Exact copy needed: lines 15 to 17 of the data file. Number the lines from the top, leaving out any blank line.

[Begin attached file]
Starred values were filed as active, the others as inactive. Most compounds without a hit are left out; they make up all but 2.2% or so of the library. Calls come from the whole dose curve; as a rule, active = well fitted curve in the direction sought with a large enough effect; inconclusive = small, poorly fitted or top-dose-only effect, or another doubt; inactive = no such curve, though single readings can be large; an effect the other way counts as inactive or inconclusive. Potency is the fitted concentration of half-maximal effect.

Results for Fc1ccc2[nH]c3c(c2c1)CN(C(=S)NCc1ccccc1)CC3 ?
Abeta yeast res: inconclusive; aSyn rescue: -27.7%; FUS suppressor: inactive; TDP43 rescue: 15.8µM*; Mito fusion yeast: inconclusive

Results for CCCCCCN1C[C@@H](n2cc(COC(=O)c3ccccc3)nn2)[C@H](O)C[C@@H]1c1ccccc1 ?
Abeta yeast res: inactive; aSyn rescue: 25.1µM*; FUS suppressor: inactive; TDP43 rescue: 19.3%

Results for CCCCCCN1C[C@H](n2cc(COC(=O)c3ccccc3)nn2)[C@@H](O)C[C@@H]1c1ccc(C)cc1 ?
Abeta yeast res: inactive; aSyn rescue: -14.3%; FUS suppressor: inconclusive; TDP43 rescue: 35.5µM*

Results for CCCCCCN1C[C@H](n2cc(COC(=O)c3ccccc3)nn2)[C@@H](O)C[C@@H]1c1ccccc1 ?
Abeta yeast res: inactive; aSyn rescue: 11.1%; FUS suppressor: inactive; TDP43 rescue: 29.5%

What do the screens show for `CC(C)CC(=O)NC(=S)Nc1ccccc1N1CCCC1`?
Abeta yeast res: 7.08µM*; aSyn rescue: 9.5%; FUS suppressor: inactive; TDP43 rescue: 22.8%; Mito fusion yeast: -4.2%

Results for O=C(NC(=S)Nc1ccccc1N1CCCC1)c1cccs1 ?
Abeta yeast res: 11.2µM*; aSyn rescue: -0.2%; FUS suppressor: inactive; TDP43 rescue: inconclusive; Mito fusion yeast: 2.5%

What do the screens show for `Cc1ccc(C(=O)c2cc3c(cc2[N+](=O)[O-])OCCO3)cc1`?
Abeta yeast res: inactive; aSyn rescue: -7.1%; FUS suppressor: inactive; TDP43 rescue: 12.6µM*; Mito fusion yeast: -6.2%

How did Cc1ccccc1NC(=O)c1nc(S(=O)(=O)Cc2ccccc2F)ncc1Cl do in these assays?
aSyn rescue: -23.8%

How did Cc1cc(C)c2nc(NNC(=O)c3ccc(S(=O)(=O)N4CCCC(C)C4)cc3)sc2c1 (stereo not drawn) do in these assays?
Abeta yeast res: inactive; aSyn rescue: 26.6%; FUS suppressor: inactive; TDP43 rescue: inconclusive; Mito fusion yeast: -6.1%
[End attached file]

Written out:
Abeta yeast res: inactive; aSyn rescue: -7.1%; FUS suppressor: inactive; TDP43 rescue: 12.6µM*; Mito fusion yeast: -6.2%

How did Cc1ccccc1NC(=O)c1nc(S(=O)(=O)Cc2ccccc2F)ncc1Cl do in these assays?
aSyn rescue: -23.8%